As for local, state, and federal governments, they could be left a few decades from now with nothing left to regulate and tax but physical infrastructure. Would government be understanding and wish more and more taxpayers a fare thee well, or would government act like the pharaoh in the Old Testament, chasing the people with its tax chariots.

The ensuing issue may be the legal relationship between the old State and the new Digital State that online platforms like Facebook and Amazon will hopefully morph into and how best to treat citizens who have to spend time in both worlds.

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In this theater, the media is also a combatant

The Board of Governors of the Federal Reserve is meeting over the next two days to discuss whether or not to raise the federal funds rate.  The federal funds rate is an interest rate that banks assess each other when borrowing money overnight from each other.  The Federal Reserve, America’s central bank, drove the rate to near zero in attempt to boost the economy after the financial markets crashed. 

Lenders became wary of the collateral other financial firms were carrying in their portfolios, typically asset and mortgage-backed securities that were declining in value due to the inability of commercial and residential borrowers to keep up with interest and principal payments. By buying these securities from financial firms on poor footing and giving them cash, the Federal Reserve hoped to prime the lending pump and provide financial institutions with the confidence to go out and lend again.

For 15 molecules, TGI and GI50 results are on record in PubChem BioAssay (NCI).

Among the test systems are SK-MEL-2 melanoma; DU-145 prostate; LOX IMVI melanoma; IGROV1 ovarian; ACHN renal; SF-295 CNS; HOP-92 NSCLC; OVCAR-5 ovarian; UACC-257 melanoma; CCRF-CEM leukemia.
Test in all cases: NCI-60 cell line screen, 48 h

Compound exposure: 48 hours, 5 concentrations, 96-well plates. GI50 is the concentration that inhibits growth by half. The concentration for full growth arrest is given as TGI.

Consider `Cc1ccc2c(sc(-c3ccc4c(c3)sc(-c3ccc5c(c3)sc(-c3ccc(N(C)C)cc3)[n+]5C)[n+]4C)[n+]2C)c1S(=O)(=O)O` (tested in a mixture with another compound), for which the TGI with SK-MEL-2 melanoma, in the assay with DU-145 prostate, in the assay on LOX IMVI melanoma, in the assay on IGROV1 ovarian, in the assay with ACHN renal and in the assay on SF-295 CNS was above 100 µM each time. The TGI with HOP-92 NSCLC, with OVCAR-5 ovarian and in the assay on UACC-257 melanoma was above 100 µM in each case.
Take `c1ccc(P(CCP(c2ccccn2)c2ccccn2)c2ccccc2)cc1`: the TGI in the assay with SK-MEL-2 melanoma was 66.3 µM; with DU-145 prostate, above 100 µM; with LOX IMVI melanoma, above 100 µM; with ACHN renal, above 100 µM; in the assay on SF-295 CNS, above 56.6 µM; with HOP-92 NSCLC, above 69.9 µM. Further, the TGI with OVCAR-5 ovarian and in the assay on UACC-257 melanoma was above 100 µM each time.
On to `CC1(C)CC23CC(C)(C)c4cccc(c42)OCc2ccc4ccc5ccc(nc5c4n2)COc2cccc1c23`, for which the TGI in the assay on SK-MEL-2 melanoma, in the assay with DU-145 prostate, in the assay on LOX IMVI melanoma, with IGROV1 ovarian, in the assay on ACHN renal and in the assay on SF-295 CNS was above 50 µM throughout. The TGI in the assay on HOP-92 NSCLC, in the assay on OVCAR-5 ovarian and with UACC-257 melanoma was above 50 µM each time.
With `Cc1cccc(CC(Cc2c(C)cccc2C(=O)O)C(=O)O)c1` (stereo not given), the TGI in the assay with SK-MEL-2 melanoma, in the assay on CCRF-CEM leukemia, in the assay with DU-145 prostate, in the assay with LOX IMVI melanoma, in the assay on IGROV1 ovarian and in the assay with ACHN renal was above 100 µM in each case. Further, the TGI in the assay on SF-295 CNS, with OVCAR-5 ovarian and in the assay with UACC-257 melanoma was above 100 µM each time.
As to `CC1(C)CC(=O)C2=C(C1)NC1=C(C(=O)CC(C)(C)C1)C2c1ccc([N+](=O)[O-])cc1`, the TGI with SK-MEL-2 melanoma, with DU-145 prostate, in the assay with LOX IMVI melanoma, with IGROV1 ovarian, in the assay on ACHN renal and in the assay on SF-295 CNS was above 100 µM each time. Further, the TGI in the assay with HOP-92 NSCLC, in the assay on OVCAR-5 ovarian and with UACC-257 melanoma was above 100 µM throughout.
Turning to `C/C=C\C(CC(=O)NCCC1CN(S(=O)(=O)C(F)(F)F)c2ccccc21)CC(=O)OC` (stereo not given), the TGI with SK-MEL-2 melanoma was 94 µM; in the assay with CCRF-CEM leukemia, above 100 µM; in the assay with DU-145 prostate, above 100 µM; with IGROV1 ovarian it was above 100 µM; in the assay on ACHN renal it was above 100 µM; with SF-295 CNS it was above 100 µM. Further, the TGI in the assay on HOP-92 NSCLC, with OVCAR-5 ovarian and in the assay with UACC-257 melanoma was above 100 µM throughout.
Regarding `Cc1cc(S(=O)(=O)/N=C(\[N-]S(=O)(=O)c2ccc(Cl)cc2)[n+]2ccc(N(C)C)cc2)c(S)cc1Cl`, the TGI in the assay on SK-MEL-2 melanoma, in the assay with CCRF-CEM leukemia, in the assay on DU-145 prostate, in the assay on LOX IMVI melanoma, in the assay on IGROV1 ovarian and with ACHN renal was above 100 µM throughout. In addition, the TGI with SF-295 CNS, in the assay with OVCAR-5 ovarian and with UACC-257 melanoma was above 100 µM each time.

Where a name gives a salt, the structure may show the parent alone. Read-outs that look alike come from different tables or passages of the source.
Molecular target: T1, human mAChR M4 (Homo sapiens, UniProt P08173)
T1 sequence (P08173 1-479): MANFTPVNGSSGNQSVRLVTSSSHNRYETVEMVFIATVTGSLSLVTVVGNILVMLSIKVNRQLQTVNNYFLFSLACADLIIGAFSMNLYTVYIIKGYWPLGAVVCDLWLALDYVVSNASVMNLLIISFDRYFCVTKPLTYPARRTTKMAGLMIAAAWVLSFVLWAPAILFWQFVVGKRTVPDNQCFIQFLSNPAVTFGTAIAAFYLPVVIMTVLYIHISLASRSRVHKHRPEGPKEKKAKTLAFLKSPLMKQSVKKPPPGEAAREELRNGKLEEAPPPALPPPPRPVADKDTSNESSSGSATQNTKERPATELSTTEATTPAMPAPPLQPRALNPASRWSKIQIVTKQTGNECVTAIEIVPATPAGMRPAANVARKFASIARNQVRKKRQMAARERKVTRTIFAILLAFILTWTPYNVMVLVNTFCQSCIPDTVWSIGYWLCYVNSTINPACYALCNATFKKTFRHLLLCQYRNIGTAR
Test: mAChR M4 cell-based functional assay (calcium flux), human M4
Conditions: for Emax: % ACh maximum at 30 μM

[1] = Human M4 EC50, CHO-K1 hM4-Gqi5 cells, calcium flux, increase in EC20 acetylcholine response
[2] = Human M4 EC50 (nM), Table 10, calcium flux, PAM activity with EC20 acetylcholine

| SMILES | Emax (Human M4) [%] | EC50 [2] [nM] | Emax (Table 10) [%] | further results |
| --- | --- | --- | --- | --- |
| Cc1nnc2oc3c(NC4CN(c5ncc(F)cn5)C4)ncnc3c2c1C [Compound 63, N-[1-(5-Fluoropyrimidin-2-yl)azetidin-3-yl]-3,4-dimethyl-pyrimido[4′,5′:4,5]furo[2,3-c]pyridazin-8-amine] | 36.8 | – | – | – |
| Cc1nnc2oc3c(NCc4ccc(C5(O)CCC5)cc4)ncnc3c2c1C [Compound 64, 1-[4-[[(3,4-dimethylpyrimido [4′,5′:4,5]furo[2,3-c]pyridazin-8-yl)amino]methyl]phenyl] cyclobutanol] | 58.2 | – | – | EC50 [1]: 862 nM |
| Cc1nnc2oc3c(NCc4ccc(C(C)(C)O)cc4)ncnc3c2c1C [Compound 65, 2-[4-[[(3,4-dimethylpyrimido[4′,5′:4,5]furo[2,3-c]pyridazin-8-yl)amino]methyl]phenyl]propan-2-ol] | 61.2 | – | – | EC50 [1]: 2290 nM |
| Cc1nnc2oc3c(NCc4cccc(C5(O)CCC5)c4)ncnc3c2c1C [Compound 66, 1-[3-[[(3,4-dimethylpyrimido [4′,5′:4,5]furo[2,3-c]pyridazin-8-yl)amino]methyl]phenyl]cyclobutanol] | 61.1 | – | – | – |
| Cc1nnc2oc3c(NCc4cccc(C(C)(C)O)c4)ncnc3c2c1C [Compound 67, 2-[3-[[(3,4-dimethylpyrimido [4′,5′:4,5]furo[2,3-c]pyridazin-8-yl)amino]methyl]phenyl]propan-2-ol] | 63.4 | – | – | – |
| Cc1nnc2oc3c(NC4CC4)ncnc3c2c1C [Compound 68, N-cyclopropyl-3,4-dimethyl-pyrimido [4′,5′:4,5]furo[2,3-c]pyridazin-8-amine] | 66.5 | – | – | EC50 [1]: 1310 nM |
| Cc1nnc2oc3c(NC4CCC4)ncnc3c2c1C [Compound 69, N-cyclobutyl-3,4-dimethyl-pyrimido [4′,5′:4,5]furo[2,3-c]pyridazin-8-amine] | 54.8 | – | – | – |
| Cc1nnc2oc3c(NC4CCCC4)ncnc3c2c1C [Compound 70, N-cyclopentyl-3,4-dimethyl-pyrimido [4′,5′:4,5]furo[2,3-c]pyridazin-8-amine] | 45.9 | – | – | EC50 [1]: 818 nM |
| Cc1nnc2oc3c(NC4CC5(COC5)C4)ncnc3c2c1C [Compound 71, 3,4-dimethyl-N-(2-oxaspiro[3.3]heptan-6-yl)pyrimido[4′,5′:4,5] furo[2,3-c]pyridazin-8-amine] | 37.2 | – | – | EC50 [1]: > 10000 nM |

Mr. Trump has been taking issue with rate hikes, making the argument that the timing is horrible for the financial markets and the economy overall.  To some extent, he has a point; increasing rates could eventually lead to a devaluation of assets sensitive to rate increases, and where these assets are used as collateral for loans, being awarded a loan becomes a lot tougher if a bank does not think collateral is strong enough.

From a political warfare perspective, the media has time to time pointed out Mr. Trump’s apparent lack of respect for the independence of the Federal Reserve, specifically taking issue with Mr. Trump questioning Federal Reserve Board chairman Jerome Powell’s rationale for rate hikes.

But by commenting on the direction of rate hikes, is Mr. Trump really attacking the independence of the Federal Reserve? My answer is no.  

Under the Full Employment Act, the Congress, the Federal Reserve, and the President are to coordinate their activities in order to bring about the effective control of inflation, genuine full employment, production, balanced growth, and a balanced federal budget. The chairman of the Federal Reserve is to connect his monetary policy to the numerical goals established by the president in his economic report. That the President was transparent and vocal in pointing out what he considers the Federal Reserve’s pursuit of a policy that seems out of sync with his may be brash, but is not out of step with the coordination the law requires and even the transparency that many citizens in the United States allegedly prefer.